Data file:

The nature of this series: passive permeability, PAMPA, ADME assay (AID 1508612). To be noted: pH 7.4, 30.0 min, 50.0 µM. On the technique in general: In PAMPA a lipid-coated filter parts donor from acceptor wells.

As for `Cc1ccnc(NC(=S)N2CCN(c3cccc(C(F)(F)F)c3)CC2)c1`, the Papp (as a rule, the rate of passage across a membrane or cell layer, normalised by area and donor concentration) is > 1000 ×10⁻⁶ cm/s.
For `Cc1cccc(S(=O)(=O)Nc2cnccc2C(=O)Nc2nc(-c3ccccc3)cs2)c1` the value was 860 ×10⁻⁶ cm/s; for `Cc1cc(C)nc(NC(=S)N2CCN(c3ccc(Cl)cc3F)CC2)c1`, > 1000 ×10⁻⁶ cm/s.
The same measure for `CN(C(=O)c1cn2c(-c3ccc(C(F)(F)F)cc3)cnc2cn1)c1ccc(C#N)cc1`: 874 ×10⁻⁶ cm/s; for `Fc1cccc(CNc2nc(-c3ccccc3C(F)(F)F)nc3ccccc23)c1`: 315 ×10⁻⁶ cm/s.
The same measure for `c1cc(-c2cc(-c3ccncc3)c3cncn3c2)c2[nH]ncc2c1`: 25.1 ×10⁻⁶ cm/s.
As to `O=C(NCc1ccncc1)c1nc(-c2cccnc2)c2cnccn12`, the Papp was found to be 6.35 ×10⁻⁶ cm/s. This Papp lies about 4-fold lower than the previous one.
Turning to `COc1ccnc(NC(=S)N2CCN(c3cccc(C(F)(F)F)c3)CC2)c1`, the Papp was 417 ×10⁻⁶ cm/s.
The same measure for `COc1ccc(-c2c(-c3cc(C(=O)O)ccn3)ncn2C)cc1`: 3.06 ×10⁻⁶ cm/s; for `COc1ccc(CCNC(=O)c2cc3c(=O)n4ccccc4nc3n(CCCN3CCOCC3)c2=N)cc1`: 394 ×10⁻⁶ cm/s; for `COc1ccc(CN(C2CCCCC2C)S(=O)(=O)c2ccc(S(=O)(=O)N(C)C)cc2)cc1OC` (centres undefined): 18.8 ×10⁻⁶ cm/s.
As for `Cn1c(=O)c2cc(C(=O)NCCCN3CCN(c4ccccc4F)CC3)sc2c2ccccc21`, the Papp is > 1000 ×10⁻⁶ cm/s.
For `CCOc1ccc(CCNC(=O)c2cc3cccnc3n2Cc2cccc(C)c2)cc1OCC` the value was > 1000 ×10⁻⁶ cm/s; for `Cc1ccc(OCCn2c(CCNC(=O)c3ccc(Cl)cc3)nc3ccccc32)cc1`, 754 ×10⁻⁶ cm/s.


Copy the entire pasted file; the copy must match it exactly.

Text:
The nature of this series: passive permeability, PAMPA, ADME assay (AID 1508612). To be noted: pH 7.4, 30.0 min, 50.0 µM. On the technique in general: In PAMPA a lipid-coated filter parts donor from acceptor wells.

As for `Cc1ccnc(NC(=S)N2CCN(c3cccc(C(F)(F)F)c3)CC2)c1`, the Papp (as a rule, the rate of passage across a membrane or cell layer, normalised by area and donor concentration) is > 1000 ×10⁻⁶ cm/s.
For `Cc1cccc(S(=O)(=O)Nc2cnccc2C(=O)Nc2nc(-c3ccccc3)cs2)c1` the value was 860 ×10⁻⁶ cm/s; for `Cc1cc(C)nc(NC(=S)N2CCN(c3ccc(Cl)cc3F)CC2)c1`, > 1000 ×10⁻⁶ cm/s.
The same measure for `CN(C(=O)c1cn2c(-c3ccc(C(F)(F)F)cc3)cnc2cn1)c1ccc(C#N)cc1`: 874 ×10⁻⁶ cm/s; for `Fc1cccc(CNc2nc(-c3ccccc3C(F)(F)F)nc3ccccc23)c1`: 315 ×10⁻⁶ cm/s.
The same measure for `c1cc(-c2cc(-c3ccncc3)c3cncn3c2)c2[nH]ncc2c1`: 25.1 ×10⁻⁶ cm/s.
As to `O=C(NCc1ccncc1)c1nc(-c2cccnc2)c2cnccn12`, the Papp was found to be 6.35 ×10⁻⁶ cm/s. This Papp lies about 4-fold lower than the previous one.
Turning to `COc1ccnc(NC(=S)N2CCN(c3cccc(C(F)(F)F)c3)CC2)c1`, the Papp was 417 ×10⁻⁶ cm/s.
The same measure for `COc1ccc(-c2c(-c3cc(C(=O)O)ccn3)ncn2C)cc1`: 3.06 ×10⁻⁶ cm/s; for `COc1ccc(CCNC(=O)c2cc3c(=O)n4ccccc4nc3n(CCCN3CCOCC3)c2=N)cc1`: 394 ×10⁻⁶ cm/s; for `COc1ccc(CN(C2CCCCC2C)S(=O)(=O)c2ccc(S(=O)(=O)N(C)C)cc2)cc1OC` (centres undefined): 18.8 ×10⁻⁶ cm/s.
As for `Cn1c(=O)c2cc(C(=O)NCCCN3CCN(c4ccccc4F)CC3)sc2c2ccccc21`, the Papp is > 1000 ×10⁻⁶ cm/s.
For `CCOc1ccc(CCNC(=O)c2cc3cccnc3n2Cc2cccc(C)c2)cc1OCC` the value was > 1000 ×10⁻⁶ cm/s; for `Cc1ccc(OCCn2c(CCNC(=O)c3ccc(Cl)cc3)nc3ccccc32)cc1`, 754 ×10⁻⁶ cm/s.